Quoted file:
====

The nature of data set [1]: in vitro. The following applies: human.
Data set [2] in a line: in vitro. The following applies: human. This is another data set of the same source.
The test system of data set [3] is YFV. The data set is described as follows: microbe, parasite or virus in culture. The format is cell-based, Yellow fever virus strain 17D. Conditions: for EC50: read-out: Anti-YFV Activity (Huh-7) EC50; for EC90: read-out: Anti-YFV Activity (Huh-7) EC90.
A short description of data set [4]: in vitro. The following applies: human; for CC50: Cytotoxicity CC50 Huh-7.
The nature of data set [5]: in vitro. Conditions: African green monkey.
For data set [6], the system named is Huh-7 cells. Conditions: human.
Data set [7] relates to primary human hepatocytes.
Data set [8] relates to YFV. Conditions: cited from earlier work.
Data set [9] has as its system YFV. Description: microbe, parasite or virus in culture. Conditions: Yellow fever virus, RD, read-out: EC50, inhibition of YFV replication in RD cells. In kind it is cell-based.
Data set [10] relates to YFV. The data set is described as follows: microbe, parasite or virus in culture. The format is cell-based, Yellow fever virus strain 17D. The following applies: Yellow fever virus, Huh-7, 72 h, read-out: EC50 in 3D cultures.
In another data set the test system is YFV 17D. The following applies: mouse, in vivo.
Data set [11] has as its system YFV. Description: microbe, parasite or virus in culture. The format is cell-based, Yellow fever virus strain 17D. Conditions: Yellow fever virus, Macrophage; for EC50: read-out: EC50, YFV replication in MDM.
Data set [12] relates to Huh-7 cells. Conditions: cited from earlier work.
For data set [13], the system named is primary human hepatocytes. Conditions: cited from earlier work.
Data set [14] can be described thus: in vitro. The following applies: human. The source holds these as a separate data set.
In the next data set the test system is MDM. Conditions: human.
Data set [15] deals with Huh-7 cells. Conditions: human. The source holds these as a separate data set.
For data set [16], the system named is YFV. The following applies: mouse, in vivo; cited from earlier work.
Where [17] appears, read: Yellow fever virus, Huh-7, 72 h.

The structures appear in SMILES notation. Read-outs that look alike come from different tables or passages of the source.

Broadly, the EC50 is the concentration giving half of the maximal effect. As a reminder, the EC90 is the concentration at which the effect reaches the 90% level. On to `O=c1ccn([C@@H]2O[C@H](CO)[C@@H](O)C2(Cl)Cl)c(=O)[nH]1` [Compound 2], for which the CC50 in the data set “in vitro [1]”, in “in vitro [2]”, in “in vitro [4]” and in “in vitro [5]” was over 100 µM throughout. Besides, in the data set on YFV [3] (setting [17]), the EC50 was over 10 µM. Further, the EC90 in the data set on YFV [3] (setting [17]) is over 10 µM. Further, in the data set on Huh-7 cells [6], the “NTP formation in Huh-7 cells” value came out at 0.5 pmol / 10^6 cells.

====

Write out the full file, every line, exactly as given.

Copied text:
The nature of data set [1]: in vitro. The following applies: human.
Data set [2] in a line: in vitro. The following applies: human. This is another data set of the same source.
The test system of data set [3] is YFV. The data set is described as follows: microbe, parasite or virus in culture. The format is cell-based, Yellow fever virus strain 17D. Conditions: for EC50: read-out: Anti-YFV Activity (Huh-7) EC50; for EC90: read-out: Anti-YFV Activity (Huh-7) EC90.
A short description of data set [4]: in vitro. The following applies: human; for CC50: Cytotoxicity CC50 Huh-7.
The nature of data set [5]: in vitro. Conditions: African green monkey.
For data set [6], the system named is Huh-7 cells. Conditions: human.
Data set [7] relates to primary human hepatocytes.
Data set [8] relates to YFV. Conditions: cited from earlier work.
Data set [9] has as its system YFV. Description: microbe, parasite or virus in culture. Conditions: Yellow fever virus, RD, read-out: EC50, inhibition of YFV replication in RD cells. In kind it is cell-based.
Data set [10] relates to YFV. The data set is described as follows: microbe, parasite or virus in culture. The format is cell-based, Yellow fever virus strain 17D. The following applies: Yellow fever virus, Huh-7, 72 h, read-out: EC50 in 3D cultures.
In another data set the test system is YFV 17D. The following applies: mouse, in vivo.
Data set [11] has as its system YFV. Description: microbe, parasite or virus in culture. The format is cell-based, Yellow fever virus strain 17D. Conditions: Yellow fever virus, Macrophage; for EC50: read-out: EC50, YFV replication in MDM.
Data set [12] relates to Huh-7 cells. Conditions: cited from earlier work.
For data set [13], the system named is primary human hepatocytes. Conditions: cited from earlier work.
Data set [14] can be described thus: in vitro. The following applies: human. The source holds these as a separate data set.
In the next data set the test system is MDM. Conditions: human.
Data set [15] deals with Huh-7 cells. Conditions: human. The source holds these as a separate data set.
For data set [16], the system named is YFV. The following applies: mouse, in vivo; cited from earlier work.
Where [17] appears, read: Yellow fever virus, Huh-7, 72 h.

The structures appear in SMILES notation. Read-outs that look alike come from different tables or passages of the source.

Broadly, the EC50 is the concentration giving half of the maximal effect. As a reminder, the EC90 is the concentration at which the effect reaches the 90% level. On to `O=c1ccn([C@@H]2O[C@H](CO)[C@@H](O)C2(Cl)Cl)c(=O)[nH]1` [Compound 2], for which the CC50 in the data set “in vitro [1]”, in “in vitro [2]”, in “in vitro [4]” and in “in vitro [5]” was over 100 µM throughout. Besides, in the data set on YFV [3] (setting [17]), the EC50 was over 10 µM. Further, the EC90 in the data set on YFV [3] (setting [17]) is over 10 µM. Further, in the data set on Huh-7 cells [6], the “NTP formation in Huh-7 cells” value came out at 0.5 pmol / 10^6 cells.